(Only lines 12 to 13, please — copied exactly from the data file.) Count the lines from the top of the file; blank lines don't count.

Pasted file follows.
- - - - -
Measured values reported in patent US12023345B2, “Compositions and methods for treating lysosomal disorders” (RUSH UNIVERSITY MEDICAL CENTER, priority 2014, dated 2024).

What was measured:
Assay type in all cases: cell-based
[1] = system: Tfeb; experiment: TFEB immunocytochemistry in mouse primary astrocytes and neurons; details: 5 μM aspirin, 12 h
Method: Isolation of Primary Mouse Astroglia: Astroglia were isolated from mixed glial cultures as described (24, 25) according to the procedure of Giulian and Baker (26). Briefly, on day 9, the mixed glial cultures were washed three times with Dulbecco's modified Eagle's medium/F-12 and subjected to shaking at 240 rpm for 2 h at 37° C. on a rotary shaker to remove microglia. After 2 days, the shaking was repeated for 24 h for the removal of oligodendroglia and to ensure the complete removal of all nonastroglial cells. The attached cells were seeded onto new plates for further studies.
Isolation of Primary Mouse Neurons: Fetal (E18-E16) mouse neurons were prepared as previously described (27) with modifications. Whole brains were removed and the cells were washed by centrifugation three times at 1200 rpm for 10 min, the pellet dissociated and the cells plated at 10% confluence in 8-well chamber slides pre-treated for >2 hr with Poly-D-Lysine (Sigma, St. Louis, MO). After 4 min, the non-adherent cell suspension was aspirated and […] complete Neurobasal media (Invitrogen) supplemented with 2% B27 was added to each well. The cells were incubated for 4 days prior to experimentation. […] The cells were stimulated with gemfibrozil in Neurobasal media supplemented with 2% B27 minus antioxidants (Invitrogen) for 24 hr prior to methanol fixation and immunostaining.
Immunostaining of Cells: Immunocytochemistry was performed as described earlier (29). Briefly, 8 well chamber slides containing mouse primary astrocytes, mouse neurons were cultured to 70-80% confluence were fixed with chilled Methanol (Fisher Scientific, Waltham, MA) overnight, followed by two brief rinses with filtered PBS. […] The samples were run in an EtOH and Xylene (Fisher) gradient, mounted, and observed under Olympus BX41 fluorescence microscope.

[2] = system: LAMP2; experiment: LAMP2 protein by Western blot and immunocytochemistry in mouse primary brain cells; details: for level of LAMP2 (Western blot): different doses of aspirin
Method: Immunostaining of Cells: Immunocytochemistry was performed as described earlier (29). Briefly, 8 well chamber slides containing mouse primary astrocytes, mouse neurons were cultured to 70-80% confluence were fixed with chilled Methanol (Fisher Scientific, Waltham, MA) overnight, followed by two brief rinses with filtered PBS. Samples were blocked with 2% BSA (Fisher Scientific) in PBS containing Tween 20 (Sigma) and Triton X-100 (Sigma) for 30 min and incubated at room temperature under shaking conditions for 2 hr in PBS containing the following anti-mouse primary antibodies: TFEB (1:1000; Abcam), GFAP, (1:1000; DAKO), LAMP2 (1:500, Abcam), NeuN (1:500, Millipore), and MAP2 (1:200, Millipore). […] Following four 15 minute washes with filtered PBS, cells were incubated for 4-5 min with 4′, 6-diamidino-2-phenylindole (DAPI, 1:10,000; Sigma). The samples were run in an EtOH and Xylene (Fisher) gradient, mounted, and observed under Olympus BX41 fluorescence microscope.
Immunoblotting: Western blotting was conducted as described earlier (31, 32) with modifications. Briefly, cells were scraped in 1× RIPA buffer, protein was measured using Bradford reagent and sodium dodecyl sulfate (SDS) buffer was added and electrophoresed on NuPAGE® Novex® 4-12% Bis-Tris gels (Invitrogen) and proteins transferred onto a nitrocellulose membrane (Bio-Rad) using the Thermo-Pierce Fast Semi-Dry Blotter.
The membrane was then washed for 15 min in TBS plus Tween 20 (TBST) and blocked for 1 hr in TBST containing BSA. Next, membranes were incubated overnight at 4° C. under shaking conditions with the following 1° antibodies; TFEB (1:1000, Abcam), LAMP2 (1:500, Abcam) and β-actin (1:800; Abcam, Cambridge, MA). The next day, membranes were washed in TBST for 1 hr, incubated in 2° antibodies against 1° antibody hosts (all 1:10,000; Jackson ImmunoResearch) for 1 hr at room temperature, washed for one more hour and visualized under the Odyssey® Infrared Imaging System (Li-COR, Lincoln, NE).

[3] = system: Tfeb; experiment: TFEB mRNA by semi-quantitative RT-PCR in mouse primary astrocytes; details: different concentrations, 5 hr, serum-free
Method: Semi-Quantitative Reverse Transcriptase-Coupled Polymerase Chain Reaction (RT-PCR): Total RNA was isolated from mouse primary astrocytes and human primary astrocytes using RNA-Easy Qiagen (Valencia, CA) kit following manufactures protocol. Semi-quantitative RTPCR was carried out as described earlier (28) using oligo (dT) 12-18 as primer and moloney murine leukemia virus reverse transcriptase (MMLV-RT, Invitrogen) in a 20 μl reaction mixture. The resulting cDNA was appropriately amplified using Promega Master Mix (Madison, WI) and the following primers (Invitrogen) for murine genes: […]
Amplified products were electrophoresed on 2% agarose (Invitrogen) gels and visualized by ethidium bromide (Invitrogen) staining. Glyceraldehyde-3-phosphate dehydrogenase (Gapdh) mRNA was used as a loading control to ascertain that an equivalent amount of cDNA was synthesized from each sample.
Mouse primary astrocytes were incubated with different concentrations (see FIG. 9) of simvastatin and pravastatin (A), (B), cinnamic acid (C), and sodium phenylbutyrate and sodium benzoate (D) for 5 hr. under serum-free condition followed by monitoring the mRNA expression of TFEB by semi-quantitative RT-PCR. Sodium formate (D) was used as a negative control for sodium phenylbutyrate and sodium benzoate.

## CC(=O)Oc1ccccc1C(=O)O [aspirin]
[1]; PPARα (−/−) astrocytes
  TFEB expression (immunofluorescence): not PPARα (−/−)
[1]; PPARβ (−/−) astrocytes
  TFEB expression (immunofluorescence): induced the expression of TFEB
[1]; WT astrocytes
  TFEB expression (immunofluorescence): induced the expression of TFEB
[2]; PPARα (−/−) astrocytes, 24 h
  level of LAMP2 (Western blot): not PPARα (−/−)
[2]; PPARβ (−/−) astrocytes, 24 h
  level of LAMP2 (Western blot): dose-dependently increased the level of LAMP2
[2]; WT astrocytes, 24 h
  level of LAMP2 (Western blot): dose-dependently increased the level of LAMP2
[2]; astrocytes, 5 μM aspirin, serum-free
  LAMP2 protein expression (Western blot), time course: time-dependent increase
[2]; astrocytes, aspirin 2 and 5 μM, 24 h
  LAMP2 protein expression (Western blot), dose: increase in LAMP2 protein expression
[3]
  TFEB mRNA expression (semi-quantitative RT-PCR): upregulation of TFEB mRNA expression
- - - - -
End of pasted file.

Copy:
[3] = system: Tfeb; experiment: TFEB mRNA by semi-quantitative RT-PCR in mouse primary astrocytes; details: different concentrations, 5 hr, serum-free
Method: Semi-Quantitative Reverse Transcriptase-Coupled Polymerase Chain Reaction (RT-PCR): Total RNA was isolated from mouse primary astrocytes and human primary astrocytes using RNA-Easy Qiagen (Valencia, CA) kit following manufactures protocol. Semi-quantitative RTPCR was carried out as described earlier (28) using oligo (dT) 12-18 as primer and moloney murine leukemia virus reverse transcriptase (MMLV-RT, Invitrogen) in a 20 μl reaction mixture. The resulting cDNA was appropriately amplified using Promega Master Mix (Madison, WI) and the following primers (Invitrogen) for murine genes: […]